Cybersecurity researchers from Dr. Web claim to have spotted numerous apps on the Google Play Store in May with adware and information-stealing malware built in.
According to the report, the most dangerous of these apps features spyware tools capable of stealing information from other apps’ notifications, mainly to capture one-time two-factor authentication (2FA) one-time passwords (OTP) and take over accounts.
Three of these apps remain online, the rest of the apps allegedly containing malicious codes have been removed by the Play Store.
One of the remaining apps is PIP Pic Camera Photo Editor. This is a malicious app with over a million downloads that reportedly steals people’s Facebook credentials.
Dr. Web also lists Wild & Exotic Animal Wallpaper, an adware app that currently has 500,000 downloads which changed its name SIM Tool Kit after installation. Another is Magnifier Flashlight.
Looking back over the month of May, Dr. Web researchers said that while apps stealing other apps’ notifications content had decreased, the activity of advertising trojans had increased throughout the month.
The report states, “in May, Android.Spy.4498, which steals information from other apps’ notifications, was again the most common mobile threat.”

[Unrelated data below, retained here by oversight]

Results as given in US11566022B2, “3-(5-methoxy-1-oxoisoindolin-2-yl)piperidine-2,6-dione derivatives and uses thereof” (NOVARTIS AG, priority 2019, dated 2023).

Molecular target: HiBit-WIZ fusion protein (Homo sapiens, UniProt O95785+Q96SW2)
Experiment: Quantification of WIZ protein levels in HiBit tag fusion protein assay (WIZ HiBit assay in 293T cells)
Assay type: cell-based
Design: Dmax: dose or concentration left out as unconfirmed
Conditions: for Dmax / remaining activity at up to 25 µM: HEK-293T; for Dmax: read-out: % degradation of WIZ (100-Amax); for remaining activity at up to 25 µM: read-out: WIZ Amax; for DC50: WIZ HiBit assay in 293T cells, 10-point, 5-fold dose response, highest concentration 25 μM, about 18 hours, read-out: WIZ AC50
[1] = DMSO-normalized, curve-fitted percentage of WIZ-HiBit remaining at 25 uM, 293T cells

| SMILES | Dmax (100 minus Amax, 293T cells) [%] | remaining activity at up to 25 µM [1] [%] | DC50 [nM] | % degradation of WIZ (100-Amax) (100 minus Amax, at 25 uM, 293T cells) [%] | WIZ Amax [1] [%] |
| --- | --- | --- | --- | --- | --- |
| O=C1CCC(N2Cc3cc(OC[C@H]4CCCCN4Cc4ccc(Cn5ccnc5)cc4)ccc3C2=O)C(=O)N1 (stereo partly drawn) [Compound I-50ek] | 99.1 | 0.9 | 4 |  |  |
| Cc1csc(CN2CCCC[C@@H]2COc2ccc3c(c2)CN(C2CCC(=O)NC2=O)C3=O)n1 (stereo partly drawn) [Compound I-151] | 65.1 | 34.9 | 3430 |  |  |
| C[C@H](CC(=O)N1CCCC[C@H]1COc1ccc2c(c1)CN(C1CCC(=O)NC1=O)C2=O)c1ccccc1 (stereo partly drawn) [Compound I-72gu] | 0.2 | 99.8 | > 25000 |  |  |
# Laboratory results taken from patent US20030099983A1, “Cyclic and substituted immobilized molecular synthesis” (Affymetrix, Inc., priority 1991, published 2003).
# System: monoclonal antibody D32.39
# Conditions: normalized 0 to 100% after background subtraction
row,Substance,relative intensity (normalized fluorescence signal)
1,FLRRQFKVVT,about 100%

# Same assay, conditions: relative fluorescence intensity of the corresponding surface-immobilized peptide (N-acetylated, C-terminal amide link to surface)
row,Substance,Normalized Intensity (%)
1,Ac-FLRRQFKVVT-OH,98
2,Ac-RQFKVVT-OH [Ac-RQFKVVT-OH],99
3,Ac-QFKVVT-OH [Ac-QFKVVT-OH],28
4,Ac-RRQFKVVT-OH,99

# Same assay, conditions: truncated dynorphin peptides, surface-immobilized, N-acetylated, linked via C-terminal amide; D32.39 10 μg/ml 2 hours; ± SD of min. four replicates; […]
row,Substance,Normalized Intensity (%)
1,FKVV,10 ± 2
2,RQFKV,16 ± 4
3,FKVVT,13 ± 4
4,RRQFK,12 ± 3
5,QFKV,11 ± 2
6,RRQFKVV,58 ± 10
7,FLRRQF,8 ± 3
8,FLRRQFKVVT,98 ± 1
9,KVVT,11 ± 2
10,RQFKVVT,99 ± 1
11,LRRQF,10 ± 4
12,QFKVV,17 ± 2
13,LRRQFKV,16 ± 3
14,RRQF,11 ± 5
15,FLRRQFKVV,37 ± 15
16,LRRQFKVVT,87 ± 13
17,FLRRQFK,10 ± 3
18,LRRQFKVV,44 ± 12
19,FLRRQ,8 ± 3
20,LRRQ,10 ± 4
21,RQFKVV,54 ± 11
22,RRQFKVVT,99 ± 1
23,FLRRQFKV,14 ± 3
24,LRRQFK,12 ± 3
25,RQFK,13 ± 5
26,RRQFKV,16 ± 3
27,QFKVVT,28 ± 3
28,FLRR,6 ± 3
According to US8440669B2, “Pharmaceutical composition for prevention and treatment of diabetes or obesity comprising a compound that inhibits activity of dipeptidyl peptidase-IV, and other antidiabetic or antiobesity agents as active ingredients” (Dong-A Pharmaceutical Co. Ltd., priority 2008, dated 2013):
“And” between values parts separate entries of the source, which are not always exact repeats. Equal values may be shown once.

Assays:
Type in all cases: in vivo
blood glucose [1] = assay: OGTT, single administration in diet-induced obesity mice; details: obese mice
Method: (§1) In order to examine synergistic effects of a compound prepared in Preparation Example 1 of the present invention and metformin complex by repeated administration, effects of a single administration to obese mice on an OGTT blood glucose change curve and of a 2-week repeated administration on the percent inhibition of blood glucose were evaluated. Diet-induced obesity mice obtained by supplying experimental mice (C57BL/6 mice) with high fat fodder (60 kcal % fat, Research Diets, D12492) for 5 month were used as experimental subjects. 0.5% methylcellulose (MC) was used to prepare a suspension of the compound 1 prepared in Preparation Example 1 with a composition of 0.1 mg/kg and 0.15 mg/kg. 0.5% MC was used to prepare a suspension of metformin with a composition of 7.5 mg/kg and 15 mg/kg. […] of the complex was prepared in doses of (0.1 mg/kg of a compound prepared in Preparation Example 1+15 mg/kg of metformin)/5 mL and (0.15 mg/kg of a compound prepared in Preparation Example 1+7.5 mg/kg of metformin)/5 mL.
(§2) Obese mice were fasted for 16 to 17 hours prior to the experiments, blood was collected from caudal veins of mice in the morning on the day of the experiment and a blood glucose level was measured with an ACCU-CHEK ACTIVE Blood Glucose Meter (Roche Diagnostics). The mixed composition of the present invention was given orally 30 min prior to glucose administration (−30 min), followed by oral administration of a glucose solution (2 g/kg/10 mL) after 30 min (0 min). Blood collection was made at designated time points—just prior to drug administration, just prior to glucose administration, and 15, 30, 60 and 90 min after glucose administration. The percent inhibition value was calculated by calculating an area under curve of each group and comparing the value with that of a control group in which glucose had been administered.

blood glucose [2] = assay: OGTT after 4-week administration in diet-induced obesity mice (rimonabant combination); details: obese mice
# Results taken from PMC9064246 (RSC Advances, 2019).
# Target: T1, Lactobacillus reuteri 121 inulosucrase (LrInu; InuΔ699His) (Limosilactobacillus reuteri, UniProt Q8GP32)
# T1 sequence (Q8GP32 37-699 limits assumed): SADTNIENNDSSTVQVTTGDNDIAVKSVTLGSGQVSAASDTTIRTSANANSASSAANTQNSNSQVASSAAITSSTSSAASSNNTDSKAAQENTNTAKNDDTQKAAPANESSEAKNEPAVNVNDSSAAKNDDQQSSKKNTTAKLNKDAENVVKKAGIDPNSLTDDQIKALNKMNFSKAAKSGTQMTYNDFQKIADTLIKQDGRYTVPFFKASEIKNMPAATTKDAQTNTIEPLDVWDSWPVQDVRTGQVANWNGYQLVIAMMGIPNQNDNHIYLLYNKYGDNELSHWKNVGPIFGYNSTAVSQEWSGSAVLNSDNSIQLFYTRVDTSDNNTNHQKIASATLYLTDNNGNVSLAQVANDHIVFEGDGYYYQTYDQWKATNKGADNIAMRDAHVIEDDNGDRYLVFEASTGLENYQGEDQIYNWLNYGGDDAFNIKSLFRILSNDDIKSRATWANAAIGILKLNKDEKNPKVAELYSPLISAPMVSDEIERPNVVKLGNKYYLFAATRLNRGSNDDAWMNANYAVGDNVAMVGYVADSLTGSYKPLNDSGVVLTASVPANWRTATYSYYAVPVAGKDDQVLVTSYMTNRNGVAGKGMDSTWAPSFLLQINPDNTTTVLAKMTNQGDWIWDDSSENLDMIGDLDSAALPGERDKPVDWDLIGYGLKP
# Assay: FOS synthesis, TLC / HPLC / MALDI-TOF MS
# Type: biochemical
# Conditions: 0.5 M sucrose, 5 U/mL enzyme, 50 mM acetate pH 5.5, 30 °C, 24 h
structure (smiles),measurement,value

“That said, its activity continued to decrease. Advertisement trojans from the Android.HiddenAds family also remained among the most widespread Android threats. Their activity, on the contrary, increased slightly compared to April.”
The report also brought attention to the presence of new malicious applications emerging on Google Play.
“Among them are fraudulent apps from the Android.FakeApp family and Android.Subscription trojans that subscribe users to paid services. Above that, new variants of trojans from Android.PWS.Facebook family were revealed.”
The report comes within days of Google publishing its monthly Android security bulletin, which outlined the fixing of a large number of critical vulnerabilities.